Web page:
Members of Federal Parliament’s Intelligence Committee are escalating their feud with the British Government by planning a visit to the United States, instead of a now-cancelled trip to London.
The pointed snub is the latest diplomatic flare-up between Australia and the UK after its recent decision to allow Chinese telco Huawei to help build Britain’s 5G network.
Earlier the ABC revealed the UK High Commissioner Vicki Treadell had taken the rare step of writing to the heads of two Australian committees to formally protest against the leaking of confidential conversations about the topic.
Despite warnings from its Five-Eyes intelligence sharing partners Australia and the United States, the British Government has not banned Huawei technology from its next generation of high-speed wireless networks.
In a Sydney Morning Herald report last week, deputy Intelligence Committee chair and Labor MP Anthony Byrne was said to have chastised the UK’s visiting Foreign Secretary Dominic Raab about the Huawei controversy.
The only other participants in the closed-door Canberra meeting were Ms Treadell, the chair of Parliament’s Intelligence Committee and Liberal MP Andrew Hastie, and Liberal senator David Fawcett, who chairs the Foreign Affairs Committee.
Great to meet with UK Foreign Secretary Dominic Raab, accompanied by UK High Commisioner Mrs Vicki Treadell, with colleagues Andrew Hastie MP and Senator David Fawcett this afternoon. We had a full and frank discussion regarding 5g, trade and strategic challenges. pic.twitter.com/5u2ir1ExbI
— Anthony Byrne (@AnthonyByrne_MP) February 6, 2020
One committee member described the high commissioner’s decision to write formal complaints as “foolish” and “a big mistake” for a civil servant to make.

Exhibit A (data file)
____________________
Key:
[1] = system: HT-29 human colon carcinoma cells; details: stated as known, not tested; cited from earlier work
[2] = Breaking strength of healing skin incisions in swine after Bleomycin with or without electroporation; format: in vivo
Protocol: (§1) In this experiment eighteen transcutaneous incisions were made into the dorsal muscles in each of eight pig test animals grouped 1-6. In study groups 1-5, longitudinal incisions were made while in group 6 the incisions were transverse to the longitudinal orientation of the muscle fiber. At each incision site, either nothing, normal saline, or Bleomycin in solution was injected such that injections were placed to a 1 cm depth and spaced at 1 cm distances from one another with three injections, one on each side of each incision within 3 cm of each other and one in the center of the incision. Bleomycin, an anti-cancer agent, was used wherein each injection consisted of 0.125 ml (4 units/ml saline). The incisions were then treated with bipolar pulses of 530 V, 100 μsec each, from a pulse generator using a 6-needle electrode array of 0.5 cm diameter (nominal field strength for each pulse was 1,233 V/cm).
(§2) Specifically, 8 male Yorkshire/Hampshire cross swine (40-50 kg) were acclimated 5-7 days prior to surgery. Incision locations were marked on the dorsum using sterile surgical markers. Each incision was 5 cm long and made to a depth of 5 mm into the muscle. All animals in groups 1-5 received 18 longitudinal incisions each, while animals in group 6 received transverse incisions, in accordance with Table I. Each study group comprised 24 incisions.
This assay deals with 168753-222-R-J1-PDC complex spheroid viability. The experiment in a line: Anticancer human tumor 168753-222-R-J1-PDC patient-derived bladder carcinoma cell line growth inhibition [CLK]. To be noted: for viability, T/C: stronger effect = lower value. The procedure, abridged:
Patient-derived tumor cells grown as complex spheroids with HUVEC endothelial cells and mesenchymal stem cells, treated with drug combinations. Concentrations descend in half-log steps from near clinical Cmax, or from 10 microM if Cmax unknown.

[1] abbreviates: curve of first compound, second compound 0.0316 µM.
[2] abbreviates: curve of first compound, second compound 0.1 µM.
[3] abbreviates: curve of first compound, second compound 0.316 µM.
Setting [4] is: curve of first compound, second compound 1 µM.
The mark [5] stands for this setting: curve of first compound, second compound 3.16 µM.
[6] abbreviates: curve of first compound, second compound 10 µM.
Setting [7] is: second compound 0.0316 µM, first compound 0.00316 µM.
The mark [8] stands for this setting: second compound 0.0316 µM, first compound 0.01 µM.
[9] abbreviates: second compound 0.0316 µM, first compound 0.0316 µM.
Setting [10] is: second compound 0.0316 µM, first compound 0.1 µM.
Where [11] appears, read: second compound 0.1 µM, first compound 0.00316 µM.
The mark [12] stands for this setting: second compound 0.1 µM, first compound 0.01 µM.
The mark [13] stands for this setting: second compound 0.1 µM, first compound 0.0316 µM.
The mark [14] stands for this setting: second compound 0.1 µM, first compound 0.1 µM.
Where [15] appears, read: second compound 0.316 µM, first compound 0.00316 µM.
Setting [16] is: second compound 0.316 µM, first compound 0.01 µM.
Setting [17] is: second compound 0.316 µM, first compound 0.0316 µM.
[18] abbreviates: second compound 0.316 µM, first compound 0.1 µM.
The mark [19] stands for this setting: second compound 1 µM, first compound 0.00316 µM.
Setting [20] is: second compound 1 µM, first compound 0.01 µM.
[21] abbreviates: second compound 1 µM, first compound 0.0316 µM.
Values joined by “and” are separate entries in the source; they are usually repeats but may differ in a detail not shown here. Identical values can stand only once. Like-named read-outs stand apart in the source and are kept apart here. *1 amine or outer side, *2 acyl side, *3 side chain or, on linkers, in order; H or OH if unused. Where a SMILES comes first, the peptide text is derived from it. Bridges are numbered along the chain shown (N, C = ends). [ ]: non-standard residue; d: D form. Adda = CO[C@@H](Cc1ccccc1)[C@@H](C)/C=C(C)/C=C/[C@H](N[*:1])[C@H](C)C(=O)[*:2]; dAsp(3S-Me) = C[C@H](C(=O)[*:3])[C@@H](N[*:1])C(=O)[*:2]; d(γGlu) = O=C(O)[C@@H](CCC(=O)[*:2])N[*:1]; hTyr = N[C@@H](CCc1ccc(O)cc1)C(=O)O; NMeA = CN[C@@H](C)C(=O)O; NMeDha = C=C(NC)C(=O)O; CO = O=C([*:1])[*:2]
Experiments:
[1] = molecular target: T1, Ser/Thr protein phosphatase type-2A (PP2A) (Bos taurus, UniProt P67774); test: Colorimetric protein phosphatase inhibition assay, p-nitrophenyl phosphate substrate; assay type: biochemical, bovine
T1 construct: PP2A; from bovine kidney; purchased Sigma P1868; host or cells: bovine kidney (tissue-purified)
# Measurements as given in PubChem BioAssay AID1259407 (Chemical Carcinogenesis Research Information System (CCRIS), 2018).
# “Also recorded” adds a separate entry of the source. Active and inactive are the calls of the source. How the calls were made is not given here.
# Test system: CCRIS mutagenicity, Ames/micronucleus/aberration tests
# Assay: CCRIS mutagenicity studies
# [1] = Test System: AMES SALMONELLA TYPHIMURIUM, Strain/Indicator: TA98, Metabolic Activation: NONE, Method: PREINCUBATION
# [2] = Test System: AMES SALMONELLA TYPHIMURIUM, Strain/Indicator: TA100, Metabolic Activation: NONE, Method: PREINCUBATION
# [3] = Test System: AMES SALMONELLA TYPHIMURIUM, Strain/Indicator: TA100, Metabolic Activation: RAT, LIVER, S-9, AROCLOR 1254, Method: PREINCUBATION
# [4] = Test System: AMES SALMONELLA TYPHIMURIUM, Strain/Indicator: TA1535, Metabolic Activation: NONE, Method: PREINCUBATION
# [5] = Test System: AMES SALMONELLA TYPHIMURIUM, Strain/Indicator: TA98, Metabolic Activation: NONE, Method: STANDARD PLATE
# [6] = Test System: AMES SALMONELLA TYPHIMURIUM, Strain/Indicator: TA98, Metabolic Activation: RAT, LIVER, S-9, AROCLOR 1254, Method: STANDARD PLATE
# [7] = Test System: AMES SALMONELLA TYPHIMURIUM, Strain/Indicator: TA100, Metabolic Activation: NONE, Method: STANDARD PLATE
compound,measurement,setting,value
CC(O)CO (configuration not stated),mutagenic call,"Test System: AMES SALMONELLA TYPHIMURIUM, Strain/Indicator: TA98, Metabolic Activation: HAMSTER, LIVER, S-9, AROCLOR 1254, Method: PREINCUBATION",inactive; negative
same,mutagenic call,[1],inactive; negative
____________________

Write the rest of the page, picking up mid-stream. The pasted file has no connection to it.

The British High Commission declined to even confirm letters had been sent, telling the ABC it was “unable to provide comment on private briefings, or on any information pertaining to be from these private briefings”.
Diplomatic sources say Ms Treadell had downplayed the Huawei tensions by reporting back to London that Australian MPs were “broadly relaxed” about the British Government’s policy.
As the diplomatic spat continues, Parliament’s intelligence committee has now abruptly cancelled a planned visit to the UK in late March.
On Saturday the House of Representatives’s official Twitter account gave a more mundane explanation for the cancelled trip.
“Yesterday [the Intelligence Committee] agreed to accept advice from Australia’s High Commissioner in the UK to defer a delegation to the UK to a later time, as he advised that counterpart committees in the UK have not yet reconstituted following the UK’s December election.”
Yesterday the PJCIS agreed to accept advice from Australia’s High Commissioner in the UK to defer a delegation to the UK to a later time, as he advised that counterpart committees in the UK have not yet reconstituted following the UK’s December election.
— Australian House of Representatives (@AboutTheHouse) February 15, 2020
Members of the Intelligence Committee say they are now instead planning to visit security agencies in the United States, partly to send a blunt message to their UK counterparts.
“If this is the attitude of the British, we may as well visit the Americans who we can trust more on this stuff,” an intelligence committee member told the ABC.
Treasurer Josh Frydenberg has downplayed the rift, saying ties between the United Kingdom and Australia had “never been stronger”.